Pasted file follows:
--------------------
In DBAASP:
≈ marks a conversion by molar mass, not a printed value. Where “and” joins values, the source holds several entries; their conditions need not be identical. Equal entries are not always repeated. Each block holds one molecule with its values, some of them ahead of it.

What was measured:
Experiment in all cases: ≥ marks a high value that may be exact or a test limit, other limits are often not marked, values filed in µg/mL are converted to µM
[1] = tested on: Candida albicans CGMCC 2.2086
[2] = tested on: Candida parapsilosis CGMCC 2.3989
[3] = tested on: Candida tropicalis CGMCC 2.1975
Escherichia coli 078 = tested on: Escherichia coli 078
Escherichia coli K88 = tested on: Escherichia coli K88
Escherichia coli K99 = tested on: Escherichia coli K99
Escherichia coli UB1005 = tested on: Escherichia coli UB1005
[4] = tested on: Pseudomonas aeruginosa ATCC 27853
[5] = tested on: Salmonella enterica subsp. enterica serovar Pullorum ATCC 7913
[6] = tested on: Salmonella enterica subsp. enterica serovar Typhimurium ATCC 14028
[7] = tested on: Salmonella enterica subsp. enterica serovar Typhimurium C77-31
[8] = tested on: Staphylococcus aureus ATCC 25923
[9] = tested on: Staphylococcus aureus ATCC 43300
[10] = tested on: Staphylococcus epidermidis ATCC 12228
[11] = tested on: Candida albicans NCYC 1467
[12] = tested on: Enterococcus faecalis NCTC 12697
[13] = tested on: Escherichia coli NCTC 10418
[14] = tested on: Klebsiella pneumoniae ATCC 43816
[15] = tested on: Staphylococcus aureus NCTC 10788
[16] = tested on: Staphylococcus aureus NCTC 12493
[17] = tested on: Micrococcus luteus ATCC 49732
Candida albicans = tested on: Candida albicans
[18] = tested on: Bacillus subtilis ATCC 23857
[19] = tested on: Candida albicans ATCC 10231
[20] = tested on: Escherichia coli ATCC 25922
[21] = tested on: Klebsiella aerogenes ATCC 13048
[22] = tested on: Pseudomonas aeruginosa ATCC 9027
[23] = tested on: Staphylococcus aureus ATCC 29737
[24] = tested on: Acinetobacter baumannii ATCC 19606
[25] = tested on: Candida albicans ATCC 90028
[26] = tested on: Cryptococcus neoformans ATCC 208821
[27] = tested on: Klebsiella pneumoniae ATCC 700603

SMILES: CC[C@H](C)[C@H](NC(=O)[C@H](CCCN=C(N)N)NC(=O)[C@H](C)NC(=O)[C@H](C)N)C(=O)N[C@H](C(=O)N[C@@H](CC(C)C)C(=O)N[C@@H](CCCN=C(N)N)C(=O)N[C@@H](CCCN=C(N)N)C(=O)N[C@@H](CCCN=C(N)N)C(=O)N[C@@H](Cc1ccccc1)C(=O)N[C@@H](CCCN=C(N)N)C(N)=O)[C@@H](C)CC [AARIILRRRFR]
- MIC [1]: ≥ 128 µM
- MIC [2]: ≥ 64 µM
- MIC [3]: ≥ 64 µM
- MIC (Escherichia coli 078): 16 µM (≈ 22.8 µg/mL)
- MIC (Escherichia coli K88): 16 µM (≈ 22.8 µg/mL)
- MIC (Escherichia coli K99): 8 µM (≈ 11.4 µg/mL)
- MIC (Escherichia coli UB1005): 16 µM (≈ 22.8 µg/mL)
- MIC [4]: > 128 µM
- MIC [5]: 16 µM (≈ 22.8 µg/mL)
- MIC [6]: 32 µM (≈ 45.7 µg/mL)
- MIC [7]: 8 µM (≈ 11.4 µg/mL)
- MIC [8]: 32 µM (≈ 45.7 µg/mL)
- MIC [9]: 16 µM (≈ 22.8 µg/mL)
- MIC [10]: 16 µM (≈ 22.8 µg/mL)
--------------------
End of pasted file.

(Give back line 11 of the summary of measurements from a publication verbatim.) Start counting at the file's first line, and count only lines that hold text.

Escherichia coli UB1005 = tested on: Escherichia coli UB1005